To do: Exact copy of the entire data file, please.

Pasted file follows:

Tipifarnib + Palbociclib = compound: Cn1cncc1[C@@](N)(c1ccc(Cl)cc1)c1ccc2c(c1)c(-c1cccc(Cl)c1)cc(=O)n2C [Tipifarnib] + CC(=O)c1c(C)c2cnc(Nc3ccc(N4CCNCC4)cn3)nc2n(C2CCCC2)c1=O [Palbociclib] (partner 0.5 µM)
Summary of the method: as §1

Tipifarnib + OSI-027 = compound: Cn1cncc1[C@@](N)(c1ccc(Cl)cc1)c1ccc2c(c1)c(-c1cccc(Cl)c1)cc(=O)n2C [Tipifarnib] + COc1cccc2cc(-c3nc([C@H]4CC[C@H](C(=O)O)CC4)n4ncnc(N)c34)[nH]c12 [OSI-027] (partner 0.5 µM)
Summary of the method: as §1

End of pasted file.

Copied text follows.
Tipifarnib + Palbociclib = compound: Cn1cncc1[C@@](N)(c1ccc(Cl)cc1)c1ccc2c(c1)c(-c1cccc(Cl)c1)cc(=O)n2C [Tipifarnib] + CC(=O)c1c(C)c2cnc(Nc3ccc(N4CCNCC4)cn3)nc2n(C2CCCC2)c1=O [Palbociclib] (partner 0.5 µM)
Summary of the method: as §1

Tipifarnib + OSI-027 = compound: Cn1cncc1[C@@](N)(c1ccc(Cl)cc1)c1ccc2c(c1)c(-c1cccc(Cl)c1)cc(=O)n2C [Tipifarnib] + COc1cccc2cc(-c3nc([C@H]4CC[C@H](C(=O)O)CC4)n4ncnc(N)c34)[nH]c12 [OSI-027] (partner 0.5 µM)
Summary of the method: as §1